Clauses that enable companies to start ISDS cases are contained within broader trade agreements. In 2010, Colombia had signed free trade deals with 26 countries. Eight years later, that number has nearly tripled, to 66.
According to research by the National Observer, Canadian mining companies are responsible for almost 60 percent of new ISDS cases since 2009. The National Observer calculated that ISDS cases brought forward by Canadian companies earned them at least US$2 billion since 2009, while an additional US$10.5 billion is being sought in damages. Nearly all the projects in question are in developing countries.
The case of Toronto-based mining company, Eco Oro, shows how other players move in on the arbitration bonanza. Eco Oro is a junior Canadian mining company, owning one project: the proposed Angostura mine, located in a protected Colombian ecosystem that supplies water to 2.2 million people. But it was blocked from proceeding by the Colombian constitutional court, which cited environmental concerns. Eco Oro moved to sue the government, with the help of a $14-million cash injection from Tenor Capital, a Wall Street hedge fund.
“They just get a share of the award,” says Van Harten about Tenor Capital’s investment.
These battles over resource extraction are playing out against a backdrop of tenuous peace building. In 2016, the Colombian government signed a peace deal with the country’s largest guerrilla group, the FARC, but it has since struggled to implement its post-conflict agenda, with reports of kickbacks and the disappearance of funds earmarked for that project.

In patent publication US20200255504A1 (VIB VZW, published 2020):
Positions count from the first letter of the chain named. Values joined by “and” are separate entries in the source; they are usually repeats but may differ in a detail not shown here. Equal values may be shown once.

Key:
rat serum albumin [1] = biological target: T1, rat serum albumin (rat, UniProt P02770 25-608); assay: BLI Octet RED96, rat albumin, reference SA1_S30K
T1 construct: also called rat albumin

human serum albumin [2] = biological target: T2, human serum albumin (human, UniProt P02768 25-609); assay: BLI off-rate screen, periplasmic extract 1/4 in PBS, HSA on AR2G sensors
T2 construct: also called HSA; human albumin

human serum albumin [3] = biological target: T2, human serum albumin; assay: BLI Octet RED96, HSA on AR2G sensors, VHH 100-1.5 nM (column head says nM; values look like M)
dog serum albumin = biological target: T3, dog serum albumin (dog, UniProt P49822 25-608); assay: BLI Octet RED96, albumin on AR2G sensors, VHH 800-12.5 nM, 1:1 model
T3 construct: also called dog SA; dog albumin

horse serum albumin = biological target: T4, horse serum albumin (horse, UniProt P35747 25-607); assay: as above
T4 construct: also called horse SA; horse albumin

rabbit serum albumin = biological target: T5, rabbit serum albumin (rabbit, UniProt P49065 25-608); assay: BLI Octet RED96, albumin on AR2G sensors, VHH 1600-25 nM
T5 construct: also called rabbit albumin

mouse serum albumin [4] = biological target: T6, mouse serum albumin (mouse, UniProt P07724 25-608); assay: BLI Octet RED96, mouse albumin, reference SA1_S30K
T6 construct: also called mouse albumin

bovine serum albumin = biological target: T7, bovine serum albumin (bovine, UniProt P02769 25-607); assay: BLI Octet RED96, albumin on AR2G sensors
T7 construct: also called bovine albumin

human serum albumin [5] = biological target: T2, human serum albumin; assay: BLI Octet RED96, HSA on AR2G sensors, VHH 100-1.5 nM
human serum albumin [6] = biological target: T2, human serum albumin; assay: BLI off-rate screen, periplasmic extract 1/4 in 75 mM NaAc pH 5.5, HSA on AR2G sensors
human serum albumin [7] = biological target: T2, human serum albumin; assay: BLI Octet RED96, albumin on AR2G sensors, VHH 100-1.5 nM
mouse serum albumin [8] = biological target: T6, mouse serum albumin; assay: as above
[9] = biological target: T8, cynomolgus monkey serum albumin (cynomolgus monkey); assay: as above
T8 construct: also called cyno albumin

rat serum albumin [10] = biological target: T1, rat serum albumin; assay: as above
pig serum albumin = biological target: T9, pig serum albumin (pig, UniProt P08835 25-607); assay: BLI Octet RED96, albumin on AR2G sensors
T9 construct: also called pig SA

In the meantime, different illegal armed groups have filled the void the guerrillas left behind in parts of rural Colombia, straining the advancement of commercial projects that include mining.
In 2017, there were close to 9,000 mining titles spread across Colombia. Those areas often overlap with protected national parks, Indigenous communities, or territories claimed by armed groups. “You can predict it’s going to lead to conflicts between local communities, others who are trying to turn to their lands on one hand and mining companies on the others,” adds Van Harten. “[The country] is just ripe for claims at that point.”
He also warns of a regulatory chill, “situations where the government changes its decisions to the benefit of a foreign investor at someone else’s expense. And the risk of ISDS is a contributing factor.”
According to Carlos Lozano, attorney of the Inter American Association for Environmental Defence, the vulnerability of a state to corporate pressures means that foreign investments become more important than decisions of public interest.
In Marmato, the locals keep digging for gold, but the arbitration case has made the future uncertain. Surrounded by fellow miners and family members, the union leader prepares himself for a new shift in one of the ancient dark tunnels. “The Canadian government should revise the behavior of its companies abroad,” says Rotavista. “They should respect fundamental rights of the communities in countries where they go.”
Cover image by Bram Ebus